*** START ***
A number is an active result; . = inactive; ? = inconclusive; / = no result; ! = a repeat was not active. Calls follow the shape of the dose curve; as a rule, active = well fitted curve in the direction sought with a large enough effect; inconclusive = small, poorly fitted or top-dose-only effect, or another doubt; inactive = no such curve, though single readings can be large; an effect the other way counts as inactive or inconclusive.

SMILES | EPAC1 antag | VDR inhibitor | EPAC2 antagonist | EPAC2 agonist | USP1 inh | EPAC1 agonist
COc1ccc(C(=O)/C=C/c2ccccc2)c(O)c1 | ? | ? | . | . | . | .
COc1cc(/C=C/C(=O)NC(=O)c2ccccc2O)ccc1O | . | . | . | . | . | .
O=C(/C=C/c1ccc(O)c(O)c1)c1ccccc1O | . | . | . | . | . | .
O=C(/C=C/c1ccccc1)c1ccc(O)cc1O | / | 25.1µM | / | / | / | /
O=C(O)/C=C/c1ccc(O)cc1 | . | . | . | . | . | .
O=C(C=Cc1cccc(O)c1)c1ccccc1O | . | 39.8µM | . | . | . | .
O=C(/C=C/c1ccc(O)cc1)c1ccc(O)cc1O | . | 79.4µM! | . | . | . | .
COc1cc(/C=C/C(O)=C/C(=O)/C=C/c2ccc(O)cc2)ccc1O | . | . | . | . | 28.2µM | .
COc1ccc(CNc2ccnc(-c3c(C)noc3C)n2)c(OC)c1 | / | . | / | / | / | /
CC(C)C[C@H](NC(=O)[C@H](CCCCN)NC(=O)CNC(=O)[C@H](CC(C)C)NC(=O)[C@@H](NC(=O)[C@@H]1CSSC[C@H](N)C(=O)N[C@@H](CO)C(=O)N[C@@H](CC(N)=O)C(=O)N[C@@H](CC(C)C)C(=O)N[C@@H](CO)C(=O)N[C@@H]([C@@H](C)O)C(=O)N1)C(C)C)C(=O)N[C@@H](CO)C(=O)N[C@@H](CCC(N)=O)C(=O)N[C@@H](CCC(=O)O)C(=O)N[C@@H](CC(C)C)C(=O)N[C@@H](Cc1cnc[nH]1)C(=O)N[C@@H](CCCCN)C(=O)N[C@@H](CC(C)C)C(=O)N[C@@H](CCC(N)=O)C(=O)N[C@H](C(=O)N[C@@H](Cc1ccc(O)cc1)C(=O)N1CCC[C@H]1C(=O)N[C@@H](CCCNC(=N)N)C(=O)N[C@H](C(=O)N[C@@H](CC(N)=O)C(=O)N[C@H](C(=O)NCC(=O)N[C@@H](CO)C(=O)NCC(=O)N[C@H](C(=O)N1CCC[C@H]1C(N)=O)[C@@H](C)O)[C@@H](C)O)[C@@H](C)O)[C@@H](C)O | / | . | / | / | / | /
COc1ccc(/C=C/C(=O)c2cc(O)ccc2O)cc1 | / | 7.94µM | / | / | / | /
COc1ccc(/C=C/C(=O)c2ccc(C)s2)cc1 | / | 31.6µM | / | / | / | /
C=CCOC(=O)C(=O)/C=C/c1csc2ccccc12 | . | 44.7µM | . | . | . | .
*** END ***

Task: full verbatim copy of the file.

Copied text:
A number is an active result; . = inactive; ? = inconclusive; / = no result; ! = a repeat was not active. Calls follow the shape of the dose curve; as a rule, active = well fitted curve in the direction sought with a large enough effect; inconclusive = small, poorly fitted or top-dose-only effect, or another doubt; inactive = no such curve, though single readings can be large; an effect the other way counts as inactive or inconclusive.

SMILES | EPAC1 antag | VDR inhibitor | EPAC2 antagonist | EPAC2 agonist | USP1 inh | EPAC1 agonist
COc1ccc(C(=O)/C=C/c2ccccc2)c(O)c1 | ? | ? | . | . | . | .
COc1cc(/C=C/C(=O)NC(=O)c2ccccc2O)ccc1O | . | . | . | . | . | .
O=C(/C=C/c1ccc(O)c(O)c1)c1ccccc1O | . | . | . | . | . | .
O=C(/C=C/c1ccccc1)c1ccc(O)cc1O | / | 25.1µM | / | / | / | /
O=C(O)/C=C/c1ccc(O)cc1 | . | . | . | . | . | .
O=C(C=Cc1cccc(O)c1)c1ccccc1O | . | 39.8µM | . | . | . | .
O=C(/C=C/c1ccc(O)cc1)c1ccc(O)cc1O | . | 79.4µM! | . | . | . | .
COc1cc(/C=C/C(O)=C/C(=O)/C=C/c2ccc(O)cc2)ccc1O | . | . | . | . | 28.2µM | .
COc1ccc(CNc2ccnc(-c3c(C)noc3C)n2)c(OC)c1 | / | . | / | / | / | /
CC(C)C[C@H](NC(=O)[C@H](CCCCN)NC(=O)CNC(=O)[C@H](CC(C)C)NC(=O)[C@@H](NC(=O)[C@@H]1CSSC[C@H](N)C(=O)N[C@@H](CO)C(=O)N[C@@H](CC(N)=O)C(=O)N[C@@H](CC(C)C)C(=O)N[C@@H](CO)C(=O)N[C@@H]([C@@H](C)O)C(=O)N1)C(C)C)C(=O)N[C@@H](CO)C(=O)N[C@@H](CCC(N)=O)C(=O)N[C@@H](CCC(=O)O)C(=O)N[C@@H](CC(C)C)C(=O)N[C@@H](Cc1cnc[nH]1)C(=O)N[C@@H](CCCCN)C(=O)N[C@@H](CC(C)C)C(=O)N[C@@H](CCC(N)=O)C(=O)N[C@H](C(=O)N[C@@H](Cc1ccc(O)cc1)C(=O)N1CCC[C@H]1C(=O)N[C@@H](CCCNC(=N)N)C(=O)N[C@H](C(=O)N[C@@H](CC(N)=O)C(=O)N[C@H](C(=O)NCC(=O)N[C@@H](CO)C(=O)NCC(=O)N[C@H](C(=O)N1CCC[C@H]1C(N)=O)[C@@H](C)O)[C@@H](C)O)[C@@H](C)O)[C@@H](C)O | / | . | / | / | / | /
COc1ccc(/C=C/C(=O)c2cc(O)ccc2O)cc1 | / | 7.94µM | / | / | / | /
COc1ccc(/C=C/C(=O)c2ccc(C)s2)cc1 | / | 31.6µM | / | / | / | /
C=CCOC(=O)C(=O)/C=C/c1csc2ccccc12 | . | 44.7µM | . | . | . | .